Pop-Culture | Posted by Emily A on 10/30/2011
Support Women Artists Sunday: Tati Kalveks
Tati Kalveks is an 18-year -old girl from London who, as she describes it, is producing some beautifully poignant and funny songs. Her topics spread over a whole array of things, from female grooming habits to her love of gingers.
In one of her greatest songs, “Because I’ve Got Breasts” (or ‘B.I.G. Breasts’ for short) she sarcastically celebrates the fact that everyone in her life is more than happy with her to enter into an unstable career as a musician because one day she is going to marry a rich wealthy man. Why? Because she’s got breasts, of course.
Says Tati about the song: “This one churned itself out of a song about not getting enough done, after enough people (family) pointed out to me that work is way overrated when I have the option of sponging off a rich guy for the rest of my life. B.I.G. Breasts is ultimately a song to show my friends, family, neighbours and anyone else who secretly feels that way, that even if I do take that career option (having realised that being an underappreciated musician doesn’t pay enough for me to continue eating), my heart wont be in it. Frankly, if it came to that, I may as well just whore myself out instead; at least I wouldn’t have to become domesticated then. If I’m doing it for me, it still counts as feminism, right?”
What I love about her music is that there is a profound message behind it all but she doesn’t let the song get lost in pretension or self righteousness. Everything is tongue in cheek and has to be taken with a pinch of salt.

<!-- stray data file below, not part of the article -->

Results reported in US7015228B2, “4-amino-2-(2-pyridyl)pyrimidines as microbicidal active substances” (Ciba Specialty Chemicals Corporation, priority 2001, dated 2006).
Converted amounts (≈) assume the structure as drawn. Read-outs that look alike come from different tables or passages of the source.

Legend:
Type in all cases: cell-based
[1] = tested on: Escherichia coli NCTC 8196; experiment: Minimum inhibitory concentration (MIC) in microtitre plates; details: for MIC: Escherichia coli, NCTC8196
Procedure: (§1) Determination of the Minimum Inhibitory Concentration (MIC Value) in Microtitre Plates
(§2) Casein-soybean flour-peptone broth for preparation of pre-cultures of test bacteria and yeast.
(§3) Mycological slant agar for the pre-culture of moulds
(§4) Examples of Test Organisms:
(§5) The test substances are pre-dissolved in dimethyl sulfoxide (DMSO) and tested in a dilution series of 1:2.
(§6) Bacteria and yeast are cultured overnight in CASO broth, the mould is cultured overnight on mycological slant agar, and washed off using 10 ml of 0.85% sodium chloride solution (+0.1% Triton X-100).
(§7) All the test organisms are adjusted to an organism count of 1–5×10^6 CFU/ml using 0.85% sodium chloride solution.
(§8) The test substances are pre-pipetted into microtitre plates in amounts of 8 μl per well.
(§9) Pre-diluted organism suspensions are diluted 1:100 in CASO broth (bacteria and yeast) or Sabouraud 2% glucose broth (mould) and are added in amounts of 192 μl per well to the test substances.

In another song, “Barbie,” she ponders the age old question: would Barbie vajazzle?
Says Tati: “I don’t think there’s a definitive conclusion as to whether or not Barbie is a good role model – it depends on what part(s) of her you focus on. As a kid, I loved Barbie, because I saw her as a kickass career woman with no limits. Ken eventually got lobotomised; he was dead weight. The world is too harsh on her for having massive jugs; Barbie does her intellectual thang despite her stereotyped image. I also don’t think she would get a vajazzle. She’s too busy for that shit. I disapprove of vajazzling, largely because I don’t think vaginas need to be made more appealing with sparkly objects. Frankly, my experiences thus far as a woman do not tell me that I need to lure people towards my vagina, should I so wish. If the number of creepy men in bars, on the street, in parks and generally out and about in the world who want to see it is any indication, then I think my vagina is doing okay without a vajazzle. The survival of the human race implies that vajazzling is unnecessary. Most men don’t get turned on by disco balls. Ergo a sparkly vagina is more likely to be surprising, and reminiscent of John Travolta in Saturday Night Fever, than enticing.”
The best way to get a real sense of her personality and attitude towards song writing and music in general is to take a quick look at this behind the scenes interview she did with Abubilla Music, a small record label that provides young talented artists with free studio time. Abubilla Music are also definitely worth checking out, they have found some other fantastic artists in the path and make some great music themselves.
Anyway, here’s the interview and also maybe check out this song, “Liberation” where she nicely outlines what it means to be a feminist:
Read other posts about: Abubilla Music, British music, female artists, female musicians, feminist artists, feminist music, feminist musicians, London, music, Support Women Artists Sunday, Tati Kalveks, teen artists, teen musicians, women artists, young artists
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